And herein lies the nagging doubt. It’s not that I don’t believe the Oculus Rift and SL can’t work together; I think there will over time be some really interesting – if not novel – uses to which the headset is put in SL and experiences developed which do take advantage of it. I’m just not convinced that a) this will happen overnight, and b) that such experiences will actually have the anticipated mass appeal.

This leaves me wondering if all the hype surrounding Oculus Rift and Second Life isn’t going to end up resembling some kind of hype cycle curve which could further adversely affect the use of the one with the other.

Hype cycles is a methodology developed by Gartner Research as a means to examine the state-of-play of emerging / new / developing technologies, as Jackie Fenn from Gartner explains.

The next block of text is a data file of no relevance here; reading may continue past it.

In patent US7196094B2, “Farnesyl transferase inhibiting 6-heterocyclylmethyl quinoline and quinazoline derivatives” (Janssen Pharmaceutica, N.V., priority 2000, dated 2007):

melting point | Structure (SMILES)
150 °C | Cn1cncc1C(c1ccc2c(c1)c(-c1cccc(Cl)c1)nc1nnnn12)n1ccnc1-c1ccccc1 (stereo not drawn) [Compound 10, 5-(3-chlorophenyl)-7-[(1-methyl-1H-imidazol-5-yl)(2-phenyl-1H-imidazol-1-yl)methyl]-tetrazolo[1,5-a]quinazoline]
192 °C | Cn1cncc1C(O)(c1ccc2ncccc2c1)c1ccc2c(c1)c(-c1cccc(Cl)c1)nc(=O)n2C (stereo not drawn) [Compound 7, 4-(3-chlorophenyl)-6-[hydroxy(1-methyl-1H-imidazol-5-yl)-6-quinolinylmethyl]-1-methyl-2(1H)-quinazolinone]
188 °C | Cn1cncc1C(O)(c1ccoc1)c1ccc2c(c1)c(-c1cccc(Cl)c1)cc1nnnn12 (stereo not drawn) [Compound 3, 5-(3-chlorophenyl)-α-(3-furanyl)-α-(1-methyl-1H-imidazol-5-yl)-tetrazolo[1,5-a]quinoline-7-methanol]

The truth is that all of the excitement and proclamations about Oculus Rift and SL do tend to leave me wondering if people are charging headlong up a slope towards some peak of over-inflated expectations. One which may, when the headset does eventually make its SL debut, lead to a corresponding tumble into a trough of disillusionment for a whole variety of reasons (ranging from it doesn’t measure up to people’s expectations of what they consider to be a “triple A experience” – we SL users are a notoriously picky lot – through to it needing longer than anticipated for really compelling experiences using it to emerge). A tumble which may not just further taint the headset in the eyes of the unconvinced, but which could also kill much of the enthusiasm and interest people currently have for it even before those compelling experience appear, leaving it facing a long, lonely climb to a point where people might once again take a reasonable interest in it.